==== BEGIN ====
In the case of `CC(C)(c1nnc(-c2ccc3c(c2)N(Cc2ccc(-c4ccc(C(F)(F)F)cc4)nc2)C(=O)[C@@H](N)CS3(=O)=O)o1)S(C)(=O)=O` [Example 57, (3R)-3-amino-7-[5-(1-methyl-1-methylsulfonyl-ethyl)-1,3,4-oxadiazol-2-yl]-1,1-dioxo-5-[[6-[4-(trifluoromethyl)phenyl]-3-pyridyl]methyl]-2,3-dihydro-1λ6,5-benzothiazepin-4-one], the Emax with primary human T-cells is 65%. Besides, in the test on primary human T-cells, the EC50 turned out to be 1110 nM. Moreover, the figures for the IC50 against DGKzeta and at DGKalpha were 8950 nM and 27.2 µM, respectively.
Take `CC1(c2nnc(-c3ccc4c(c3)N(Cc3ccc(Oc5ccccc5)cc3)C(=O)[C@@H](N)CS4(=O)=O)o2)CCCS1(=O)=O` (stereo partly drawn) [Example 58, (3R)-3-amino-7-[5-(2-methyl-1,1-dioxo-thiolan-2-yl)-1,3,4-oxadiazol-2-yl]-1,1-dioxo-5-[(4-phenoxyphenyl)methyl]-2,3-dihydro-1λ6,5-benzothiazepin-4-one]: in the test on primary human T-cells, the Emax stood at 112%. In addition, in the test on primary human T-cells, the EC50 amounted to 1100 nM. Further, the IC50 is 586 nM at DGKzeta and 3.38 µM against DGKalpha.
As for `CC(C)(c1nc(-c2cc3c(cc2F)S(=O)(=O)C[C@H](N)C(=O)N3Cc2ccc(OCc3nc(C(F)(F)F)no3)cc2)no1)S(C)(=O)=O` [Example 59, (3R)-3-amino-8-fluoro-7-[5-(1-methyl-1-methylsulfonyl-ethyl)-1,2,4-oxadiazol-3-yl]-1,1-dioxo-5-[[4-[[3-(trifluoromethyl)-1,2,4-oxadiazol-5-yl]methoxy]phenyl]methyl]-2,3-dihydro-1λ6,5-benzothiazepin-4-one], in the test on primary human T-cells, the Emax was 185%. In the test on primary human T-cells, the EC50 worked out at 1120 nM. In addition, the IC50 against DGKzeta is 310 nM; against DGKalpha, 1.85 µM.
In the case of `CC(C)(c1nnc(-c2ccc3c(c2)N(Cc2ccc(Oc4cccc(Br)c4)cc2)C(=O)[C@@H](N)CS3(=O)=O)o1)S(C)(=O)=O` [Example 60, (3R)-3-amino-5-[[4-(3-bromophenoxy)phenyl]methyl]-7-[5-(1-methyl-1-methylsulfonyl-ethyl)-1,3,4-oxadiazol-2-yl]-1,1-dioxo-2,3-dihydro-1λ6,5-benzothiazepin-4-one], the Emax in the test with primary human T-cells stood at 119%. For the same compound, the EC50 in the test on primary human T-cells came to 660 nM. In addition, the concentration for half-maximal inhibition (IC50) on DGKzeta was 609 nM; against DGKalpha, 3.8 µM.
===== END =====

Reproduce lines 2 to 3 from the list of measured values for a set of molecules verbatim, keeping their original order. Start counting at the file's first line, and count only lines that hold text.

Take `CC1(c2nnc(-c3ccc4c(c3)N(Cc3ccc(Oc5ccccc5)cc3)C(=O)[C@@H](N)CS4(=O)=O)o2)CCCS1(=O)=O` (stereo partly drawn) [Example 58, (3R)-3-amino-7-[5-(2-methyl-1,1-dioxo-thiolan-2-yl)-1,3,4-oxadiazol-2-yl]-1,1-dioxo-5-[(4-phenoxyphenyl)methyl]-2,3-dihydro-1λ6,5-benzothiazepin-4-one]: in the test on primary human T-cells, the Emax stood at 112%. In addition, in the test on primary human T-cells, the EC50 amounted to 1100 nM. Further, the IC50 is 586 nM at DGKzeta and 3.38 µM against DGKalpha.
As for `CC(C)(c1nc(-c2cc3c(cc2F)S(=O)(=O)C[C@H](N)C(=O)N3Cc2ccc(OCc3nc(C(F)(F)F)no3)cc2)no1)S(C)(=O)=O` [Example 59, (3R)-3-amino-8-fluoro-7-[5-(1-methyl-1-methylsulfonyl-ethyl)-1,2,4-oxadiazol-3-yl]-1,1-dioxo-5-[[4-[[3-(trifluoromethyl)-1,2,4-oxadiazol-5-yl]methoxy]phenyl]methyl]-2,3-dihydro-1λ6,5-benzothiazepin-4-one], in the test on primary human T-cells, the Emax was 185%. In the test on primary human T-cells, the EC50 worked out at 1120 nM. In addition, the IC50 against DGKzeta is 310 nM; against DGKalpha, 1.85 µM.